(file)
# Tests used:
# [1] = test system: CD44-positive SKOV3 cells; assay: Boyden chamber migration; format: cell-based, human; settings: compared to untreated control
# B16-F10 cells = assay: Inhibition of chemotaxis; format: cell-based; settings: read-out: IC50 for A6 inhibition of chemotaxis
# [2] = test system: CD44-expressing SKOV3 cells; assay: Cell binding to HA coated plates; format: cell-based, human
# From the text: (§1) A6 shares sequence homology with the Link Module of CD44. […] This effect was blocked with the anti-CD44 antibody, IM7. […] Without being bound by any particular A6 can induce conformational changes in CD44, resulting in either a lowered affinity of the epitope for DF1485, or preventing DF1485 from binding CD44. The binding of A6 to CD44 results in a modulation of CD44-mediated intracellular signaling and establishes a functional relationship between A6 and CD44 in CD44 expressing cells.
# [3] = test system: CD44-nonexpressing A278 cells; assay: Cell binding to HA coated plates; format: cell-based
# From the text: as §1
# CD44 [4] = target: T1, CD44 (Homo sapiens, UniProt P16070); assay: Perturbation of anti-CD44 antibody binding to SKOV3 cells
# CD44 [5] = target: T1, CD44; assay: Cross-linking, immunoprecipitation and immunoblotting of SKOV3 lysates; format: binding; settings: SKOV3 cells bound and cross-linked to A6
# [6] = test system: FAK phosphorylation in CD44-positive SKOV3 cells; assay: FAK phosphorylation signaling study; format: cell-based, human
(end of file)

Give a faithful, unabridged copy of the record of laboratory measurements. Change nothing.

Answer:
# Tests used:
# [1] = test system: CD44-positive SKOV3 cells; assay: Boyden chamber migration; format: cell-based, human; settings: compared to untreated control
# B16-F10 cells = assay: Inhibition of chemotaxis; format: cell-based; settings: read-out: IC50 for A6 inhibition of chemotaxis
# [2] = test system: CD44-expressing SKOV3 cells; assay: Cell binding to HA coated plates; format: cell-based, human
# From the text: (§1) A6 shares sequence homology with the Link Module of CD44. […] This effect was blocked with the anti-CD44 antibody, IM7. […] Without being bound by any particular A6 can induce conformational changes in CD44, resulting in either a lowered affinity of the epitope for DF1485, or preventing DF1485 from binding CD44. The binding of A6 to CD44 results in a modulation of CD44-mediated intracellular signaling and establishes a functional relationship between A6 and CD44 in CD44 expressing cells.
# [3] = test system: CD44-nonexpressing A278 cells; assay: Cell binding to HA coated plates; format: cell-based
# From the text: as §1
# CD44 [4] = target: T1, CD44 (Homo sapiens, UniProt P16070); assay: Perturbation of anti-CD44 antibody binding to SKOV3 cells
# CD44 [5] = target: T1, CD44; assay: Cross-linking, immunoprecipitation and immunoblotting of SKOV3 lysates; format: binding; settings: SKOV3 cells bound and cross-linked to A6
# [6] = test system: FAK phosphorylation in CD44-positive SKOV3 cells; assay: FAK phosphorylation signaling study; format: cell-based, human